Lydia Kiesling on her new novel 'Mobility'
SCOTT SIMON, HOST:
Elizabeth "Bunny" Glenn came to adolescence in a place where the beach smelled like oil and the oil smelled like money - Azerbaijan, after the Soviet Union had come apart and global superpowers poured into old Soviet satellites along the Caspian Sea for oil rights and pipeline access. Bunny is the daughter of a diplomat, wry, skeptical, a teenager who often seems more interested in soap operas. How and why does she come to make a life in ways she once disdained in big oil? "Mobility" is the new novel from Lydia Kiesling, author of the acclaimed novel "The Golden State," and she joins us from Portland, Ore. Thanks so much for being with us.
LYDIA KIESLING: Thank you for having me, Scott. I'm thrilled.
SIMON: You're from a foreign service family, too, aren't you?
KIESLING: I am, yes. I grew up in the foreign service, much like Bunny Glenn did.
SIMON: Well, OK, you preempt my next half-question. Where are the resemblances between you and Bunny?
KIESLING: So, you know, I think Bunny and I share some of the same DNA. Our life stories are a little different, but definitely the experience of being a teenager in a place that is unfamiliar to you, surrounded by adult business and feeling a little blase about it.
SIMON: Bunny is much more interested in soap operas than the kind of drama unfolding around her, isn't she? Or is she posing in a sense? She doesn't want to - she's a teen after all. Does she not want to seem too interested?
KIESLING: Well, I think, you know, Bunny's smarter than she gives herself credit for. But yes, she spends a lot of time watching soap operas, reading magazines like Cosmopolitan, scheming about things that she wants to buy, but also watching the people around her and noticing the people around her. And I think teenage girls are much more observant than most people give them credit for. They're a little bit underappreciated. And so Bunny does have these observational powers that I tried to sort of exploit in the novel.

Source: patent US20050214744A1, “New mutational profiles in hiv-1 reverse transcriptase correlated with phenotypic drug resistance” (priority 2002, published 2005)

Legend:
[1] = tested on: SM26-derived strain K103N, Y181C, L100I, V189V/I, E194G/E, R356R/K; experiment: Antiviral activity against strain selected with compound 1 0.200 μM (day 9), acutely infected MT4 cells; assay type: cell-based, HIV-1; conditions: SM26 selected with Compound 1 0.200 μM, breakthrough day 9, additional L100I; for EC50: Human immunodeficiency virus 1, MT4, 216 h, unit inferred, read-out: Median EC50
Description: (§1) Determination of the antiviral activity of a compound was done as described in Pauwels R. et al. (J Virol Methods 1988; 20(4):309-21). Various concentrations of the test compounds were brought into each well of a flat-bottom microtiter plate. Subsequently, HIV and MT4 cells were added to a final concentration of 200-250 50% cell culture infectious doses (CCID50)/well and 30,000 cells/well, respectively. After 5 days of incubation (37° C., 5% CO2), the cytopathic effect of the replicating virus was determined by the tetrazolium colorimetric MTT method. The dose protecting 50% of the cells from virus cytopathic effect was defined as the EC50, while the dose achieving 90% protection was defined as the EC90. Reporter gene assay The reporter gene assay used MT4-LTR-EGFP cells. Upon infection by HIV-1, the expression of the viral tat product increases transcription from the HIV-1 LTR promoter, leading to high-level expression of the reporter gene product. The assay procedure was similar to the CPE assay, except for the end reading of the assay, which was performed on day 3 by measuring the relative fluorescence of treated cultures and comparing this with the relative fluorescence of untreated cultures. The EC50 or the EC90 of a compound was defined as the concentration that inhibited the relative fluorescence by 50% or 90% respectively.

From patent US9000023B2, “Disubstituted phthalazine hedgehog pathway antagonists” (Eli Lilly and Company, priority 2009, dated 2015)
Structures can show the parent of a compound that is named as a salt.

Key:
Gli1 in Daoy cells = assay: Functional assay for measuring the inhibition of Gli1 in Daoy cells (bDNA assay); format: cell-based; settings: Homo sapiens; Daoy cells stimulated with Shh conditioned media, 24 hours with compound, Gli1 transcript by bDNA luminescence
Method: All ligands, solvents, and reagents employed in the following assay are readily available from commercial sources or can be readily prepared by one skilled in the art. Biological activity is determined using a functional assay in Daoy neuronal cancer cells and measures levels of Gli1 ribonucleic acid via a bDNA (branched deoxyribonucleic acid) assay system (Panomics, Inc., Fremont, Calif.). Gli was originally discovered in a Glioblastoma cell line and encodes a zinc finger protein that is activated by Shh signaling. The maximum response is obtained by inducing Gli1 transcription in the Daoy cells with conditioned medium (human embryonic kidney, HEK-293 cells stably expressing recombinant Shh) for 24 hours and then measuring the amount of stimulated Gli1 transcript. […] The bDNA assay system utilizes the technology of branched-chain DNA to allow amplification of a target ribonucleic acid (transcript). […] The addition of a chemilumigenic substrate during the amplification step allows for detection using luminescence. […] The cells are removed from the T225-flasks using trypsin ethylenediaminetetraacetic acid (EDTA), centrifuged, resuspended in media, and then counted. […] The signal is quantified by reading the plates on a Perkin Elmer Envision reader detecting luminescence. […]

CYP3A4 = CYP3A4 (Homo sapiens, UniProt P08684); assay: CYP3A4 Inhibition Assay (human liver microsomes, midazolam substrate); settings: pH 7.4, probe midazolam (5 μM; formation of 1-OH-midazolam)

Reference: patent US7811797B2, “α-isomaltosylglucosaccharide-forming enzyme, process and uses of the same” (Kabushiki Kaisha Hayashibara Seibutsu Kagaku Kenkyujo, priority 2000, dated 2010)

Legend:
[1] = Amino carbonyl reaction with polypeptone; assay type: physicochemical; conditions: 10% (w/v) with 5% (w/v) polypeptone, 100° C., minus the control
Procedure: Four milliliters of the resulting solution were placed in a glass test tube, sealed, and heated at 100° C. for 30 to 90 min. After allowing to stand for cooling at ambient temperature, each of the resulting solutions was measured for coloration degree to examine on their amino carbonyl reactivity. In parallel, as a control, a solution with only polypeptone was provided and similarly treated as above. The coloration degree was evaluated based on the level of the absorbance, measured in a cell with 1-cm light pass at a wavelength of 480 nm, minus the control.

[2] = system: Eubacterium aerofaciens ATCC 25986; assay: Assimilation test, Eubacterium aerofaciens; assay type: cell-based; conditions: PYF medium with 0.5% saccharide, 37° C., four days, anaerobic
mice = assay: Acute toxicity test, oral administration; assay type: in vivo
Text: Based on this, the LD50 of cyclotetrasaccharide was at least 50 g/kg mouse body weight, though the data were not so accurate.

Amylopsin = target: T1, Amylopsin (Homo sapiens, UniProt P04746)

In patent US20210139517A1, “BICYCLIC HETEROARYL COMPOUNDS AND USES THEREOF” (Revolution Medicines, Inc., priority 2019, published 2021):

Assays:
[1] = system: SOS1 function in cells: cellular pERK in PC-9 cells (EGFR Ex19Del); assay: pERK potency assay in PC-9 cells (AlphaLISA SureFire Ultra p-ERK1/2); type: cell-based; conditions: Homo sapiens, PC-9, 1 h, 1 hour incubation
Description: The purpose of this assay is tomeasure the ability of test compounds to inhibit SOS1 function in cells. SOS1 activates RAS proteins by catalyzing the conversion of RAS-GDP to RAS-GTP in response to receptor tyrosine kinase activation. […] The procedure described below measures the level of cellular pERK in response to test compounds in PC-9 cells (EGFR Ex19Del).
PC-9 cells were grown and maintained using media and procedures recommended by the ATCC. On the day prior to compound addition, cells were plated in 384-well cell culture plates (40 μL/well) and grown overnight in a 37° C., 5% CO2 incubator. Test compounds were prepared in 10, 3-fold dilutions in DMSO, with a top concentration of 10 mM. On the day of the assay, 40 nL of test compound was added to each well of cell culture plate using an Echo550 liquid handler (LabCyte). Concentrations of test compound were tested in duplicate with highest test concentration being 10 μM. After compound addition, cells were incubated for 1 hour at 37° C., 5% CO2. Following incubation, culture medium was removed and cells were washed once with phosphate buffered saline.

SIMON: Tell me a little bit about the father in this novel. And we should note that your father, John Brady Kiesling, was a diplomat who notably resigned over the invasion of Iraq.
KIESLING: Yes, that is true. So his career and experience was incredibly formative for me and certainly feeds into the material of the novel. I gave Bunny's father a slightly different professional track. And he is in a place at a time when the primary sort of U.S. goal in Azerbaijan was directing and ensuring pipeline access. So this was the time when sort of foreign powers were looking at the way that oil got to different markets from its sources and really doing a lot of horse-trading and scheming about how they could make sure the pipelines went through countries that were amenable to U.S. interests. And so that's a different experience than the experience of my father in the foreign service. But certainly, the writing is informed by what I kind of saw of those years in the '90s and early 2000s.
SIMON: So how does somebody who you think knows the seamy underside of the oil business as well as Bunny become Elizabeth, the young woman who goes into the oil industry?